Pirates of the Caribbean was already being built as a walk-through attraction at Disneyland when Walt Disney decided to transform it into a boat ride that would open in 1967. Suddenly, Don Edgren and his engineering crew had to figure out a way to take the expanded ride deeper underground.
“Don knew it was an engineering challenge, but he had that can-do spirit. Nothing was impossible,” Marty Sklar, an executive vice president of Walt Disney Imagineering, told The Times this week.
Edgren, who also had a major role in the building of Disney parks in Florida and Tokyo, died of a hemorrhagic stroke Dec. 28 at Sacred Heart Hospital in Eugene, Ore., said a daughter, Kathlee Partee. The Murrieta resident had been visiting relatives. He was 83.
His 33 years of Disney problem-solving began in 1954 when the engineering firm he worked for was hired to help ready Disneyland for its opening the next year. After an “engineering baptism” that included overseeing construction of the Matterhorn attraction, Edgren was hired by Disney in 1961, Sklar said.
“Many of the engineers said the Matterhorn couldn’t be built,” Harriet Burns, an original Imagineer, told The Times.
“They said it wasn’t feasible to put toboggans, a sky ride and waterfalls in an edifice inside the Matterhorn, but Don got it built. ‘Cool’ was his middle name. He was a wonderful guy with a great sense of humor.”
Throughout the 1960s and 1970s, Edgren built the Imagineering engineering staff, Sklar said.
In 1963, Edgren went to New York for a year as a project engineer on Ford Motor Co.'s exhibit at the 1964 world’s fair, one of four shows Disney created for the event. The huge rotunda featured audio-animatronic dinosaurs and moved people through the building in vehicles on a fixed track, a setup that became a fixture of many future Disney rides.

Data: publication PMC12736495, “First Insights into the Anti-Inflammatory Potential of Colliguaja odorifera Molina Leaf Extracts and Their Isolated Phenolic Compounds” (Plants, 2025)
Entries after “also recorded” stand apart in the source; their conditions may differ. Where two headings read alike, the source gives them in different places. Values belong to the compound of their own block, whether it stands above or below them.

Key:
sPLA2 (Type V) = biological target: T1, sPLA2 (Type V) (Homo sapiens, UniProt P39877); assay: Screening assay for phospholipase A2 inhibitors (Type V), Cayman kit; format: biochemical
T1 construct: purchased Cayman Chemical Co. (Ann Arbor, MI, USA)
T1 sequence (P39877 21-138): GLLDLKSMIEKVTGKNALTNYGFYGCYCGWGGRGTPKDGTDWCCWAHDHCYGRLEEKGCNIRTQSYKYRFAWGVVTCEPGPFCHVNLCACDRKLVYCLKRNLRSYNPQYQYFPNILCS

After leading the engineering team that completed Disneyland’s New Orleans Square in 1966, Edgren went to Florida as chief of field engineering for Walt Disney World. He led the team that built the first Space Mountain, which opened there in 1975.
Four years later, he became director of engineering for Tokyo Disneyland and particularly enjoyed living in Japan, his family said.
Last fall, Edgren was named a Disney Legend in a hall-of-fame program that honors those who have had a lasting effect on Walt Disney Co. Fellow honorees included singer-songwriter Elton John and broadcast journalist Peter Jennings.
“Walt Disney was a great man. To think I worked for Disney studios -- my god, it was great. It wasn’t just a plain old job,” Edgren told the Riverside Press-Enterprise in October. “People treated each other like family.”
A Los Angeles native, Edgren was born Sept. 11, 1923, to a mason and his wife.
After graduating from Fremont High School in 1942, he joined the Army Air Forces and flew 45 combat missions in the Pacific theater during World War II, his family said.
Back home in 1945, he married his high school sweetheart, and they raised two daughters in Whittier. While employed as an engineer, he attended USC part time and earned a civil engineering degree.
He liked to share anecdotes about working at Disney, including the story of his hiring. While Edgren interviewed with a company vice president, Walt Disney strolled in with plans for the Swiss Family Treehouse and peppered Edgren with questions about building it. He was hired on the spot, his family said.
At Disney World, a low-key tribute to Edgren was painted on a second-story window on Main Street, where he is listed as a partner in the imaginary engineering firm Super Structures Inc.
In addition to Evie, his wife of 61 years, and daughter Kathlee Partee of West Covina, Edgren is survived by another daughter, Colleen Ramme of Eugene, Ore.; a sister, Burdette Chaddick of Glendale; five grandchildren; and four great-grandchildren.